As health organizations monitor the spread and severity of the COVID-19 outbreak on a minute-to-minute basis, local health departments and schools are taking steps to ensure the safety of residents and students.

There were 14 confirmed cases of COVID-19 in the U.S. as of Monday, Feb. 24, according to the Centers for Disease Control and Prevention, one of them in Wisconsin.

READ MORE: Supported at home, a Woodbury nurse was able to drop everything to help outbreak evacuees

In Pierce County, health officials are practicing communication and coordination efforts.

Though Pierce County is not home to a hospital, Pierce County Public Health Director AZ Snyder said the attention COVID-19 has garnered is an opportunity to practice communicating with hospitals in surrounding counties.

“Infection preventionists (in hospitals) have protocols in place to contact us if a case comes up, protocols include notifying public health with after-hours contact information should there be a case of category 1 diseases which require immediate notifications,” Snyder said. “We’re following CDC guidance and have reviewed communication that is sent out to partners.”

Category 1 diseases include COVID-19 along with other well-known illnesses like measles, polio, smallpox, tuberculosis and cholera.

For daily updates on the COVID-19 update, visit the World Health Organization website and social media accounts.

One partner working closely with the health department is the University of Wisconsin-River Falls international students office. The University of Wisconsin-River Falls authorized a “soft launch” of its emergency operations center in January in response to COVID-19 concerns.

Joe Kmiech, the university’s chief information officer who also leads the emergency management team, said an awareness campaign has been the focus of the effort. Students and others on campus have been instructed to become vigilant hand washers. Flu shots were also recommended.

As part of the awareness effort, residence hall advisers were tasked with connecting with students to remind them to keep open minds when they see international students wearing surgical masks.

“People will interpret that in different ways,” Kmiech said, but added those students wearing masks generally come from countries that encourage masks for protection from others — not because they are infected.

He said procedures were established for students who feel they’re being excluded on campus in response to COVID-19. No such reports have been received, Kmiech said.

The emergency team also assessed whether anyone on campus traveled to Wuhan, China, which is considered the epicenter of the outbreak. No one had traveled to the city, Kmiech said.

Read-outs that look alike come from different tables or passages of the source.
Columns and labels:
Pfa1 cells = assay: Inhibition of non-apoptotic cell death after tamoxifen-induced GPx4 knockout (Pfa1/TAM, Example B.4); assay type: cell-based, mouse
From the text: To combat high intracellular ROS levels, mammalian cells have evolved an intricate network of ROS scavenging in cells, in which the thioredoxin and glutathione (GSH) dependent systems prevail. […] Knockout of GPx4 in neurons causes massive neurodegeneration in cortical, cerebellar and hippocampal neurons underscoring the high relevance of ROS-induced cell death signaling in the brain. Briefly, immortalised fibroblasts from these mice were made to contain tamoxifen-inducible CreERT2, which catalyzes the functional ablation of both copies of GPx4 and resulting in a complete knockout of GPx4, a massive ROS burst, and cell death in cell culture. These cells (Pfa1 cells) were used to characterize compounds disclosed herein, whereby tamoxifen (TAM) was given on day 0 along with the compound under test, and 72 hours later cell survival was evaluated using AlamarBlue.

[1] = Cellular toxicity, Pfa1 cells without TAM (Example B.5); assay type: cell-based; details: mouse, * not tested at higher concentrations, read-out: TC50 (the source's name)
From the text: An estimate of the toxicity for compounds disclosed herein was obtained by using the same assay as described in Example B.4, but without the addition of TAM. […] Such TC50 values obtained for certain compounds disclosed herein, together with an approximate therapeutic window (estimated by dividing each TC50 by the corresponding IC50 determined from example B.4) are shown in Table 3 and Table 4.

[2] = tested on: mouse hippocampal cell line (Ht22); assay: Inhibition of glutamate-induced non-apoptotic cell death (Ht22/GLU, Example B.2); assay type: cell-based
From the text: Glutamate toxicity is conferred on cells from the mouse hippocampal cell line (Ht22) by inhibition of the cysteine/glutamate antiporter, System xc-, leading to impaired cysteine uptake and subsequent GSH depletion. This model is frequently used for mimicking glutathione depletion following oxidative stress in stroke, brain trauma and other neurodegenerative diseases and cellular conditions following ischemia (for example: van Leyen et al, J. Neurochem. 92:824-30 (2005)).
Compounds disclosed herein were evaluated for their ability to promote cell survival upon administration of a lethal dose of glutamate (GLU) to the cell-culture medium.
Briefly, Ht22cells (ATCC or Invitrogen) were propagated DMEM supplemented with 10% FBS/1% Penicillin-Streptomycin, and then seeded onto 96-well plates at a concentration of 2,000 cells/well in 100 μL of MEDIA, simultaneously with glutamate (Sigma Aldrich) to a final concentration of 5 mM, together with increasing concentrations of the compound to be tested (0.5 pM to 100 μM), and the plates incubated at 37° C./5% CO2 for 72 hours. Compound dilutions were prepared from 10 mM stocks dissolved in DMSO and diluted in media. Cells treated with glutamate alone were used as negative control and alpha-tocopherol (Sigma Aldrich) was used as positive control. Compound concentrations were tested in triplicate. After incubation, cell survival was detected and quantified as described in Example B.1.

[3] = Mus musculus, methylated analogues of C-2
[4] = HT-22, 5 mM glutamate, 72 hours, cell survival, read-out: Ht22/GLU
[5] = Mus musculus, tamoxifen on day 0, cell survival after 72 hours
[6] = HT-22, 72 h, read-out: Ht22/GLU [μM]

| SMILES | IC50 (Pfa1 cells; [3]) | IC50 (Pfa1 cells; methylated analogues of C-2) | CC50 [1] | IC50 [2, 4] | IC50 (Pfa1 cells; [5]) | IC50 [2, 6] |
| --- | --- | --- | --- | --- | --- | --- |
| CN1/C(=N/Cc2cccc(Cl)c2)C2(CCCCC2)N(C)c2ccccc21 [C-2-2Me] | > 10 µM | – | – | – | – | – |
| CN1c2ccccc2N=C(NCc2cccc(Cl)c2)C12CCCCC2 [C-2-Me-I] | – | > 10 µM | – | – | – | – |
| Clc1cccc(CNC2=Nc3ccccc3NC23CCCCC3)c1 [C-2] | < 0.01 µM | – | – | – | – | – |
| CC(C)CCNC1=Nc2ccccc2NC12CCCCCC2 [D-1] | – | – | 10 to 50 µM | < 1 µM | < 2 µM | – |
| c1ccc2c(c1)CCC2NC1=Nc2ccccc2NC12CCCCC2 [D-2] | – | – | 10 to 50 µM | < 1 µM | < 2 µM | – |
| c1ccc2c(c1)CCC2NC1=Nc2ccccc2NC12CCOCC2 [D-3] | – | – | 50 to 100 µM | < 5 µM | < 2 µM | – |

St. Croix County Public Health Nurse Kelli Engen said the county does not have specific protocols for COVID-19, but does for public health emergencies and communicable diseases.

That goes into effect when someone is suspected of an infection, including COVID-19. Engen said one person in St. Croix County contacted their hospital about COVID-19 concerns after recent travel to China. She said that case triggered the protocol and an investigation. The person was found to not be infected with COVID-19, she said.


Kris Keller, an epidemiologist with Washington County Public Health, said the Minnesota Department of Health would take point on the investigation should an outbreak of COVID-19 occur locally.

The state would mainly look to the county for help in assisting residents with “essential services,” like picking up prescriptions or groceries for people too sick to do it themselves.

If the state health department were to be overwhelmed with cases, a county department may step in and help, Keller said.

Christine Lees, Dakota County Public Health’s disease prevention and emergency preparedness supervisor, said the county has a number of plans in place for dealing with novel outbreaks.

“We have experience through responding to measles outbreaks and the 2009 H1N1 pandemic in how to conduct isolation and quarantine, as well as how to organize large public vaccination clinics if needed,” Lees said in an email.

Local public health departments follow protocols that the Minnesota Department of Health helps develop and can assist with tasks such as ongoing isolation and quarantine, Lees said.

The virus was named COVID-19 by the World Health Organization, an abbreviation for coronavirus disease 2019. Coronavirus is "a large family of viruses that cause illness ranging from the common cold to more severe diseases," according to the World Health Organization.

There were 79,331 confirmed cases of COVID-19 worldwide as of Monday, the vast majority of them in China, according to a WHO situation report. The virus is responsible for at least 2,595 deaths in China and 23 deaths elsewhere in the world.

RiverTown Multimedia reporters Hannah Black, Rachel Helgeson and Michael Longaecker contributed to this story.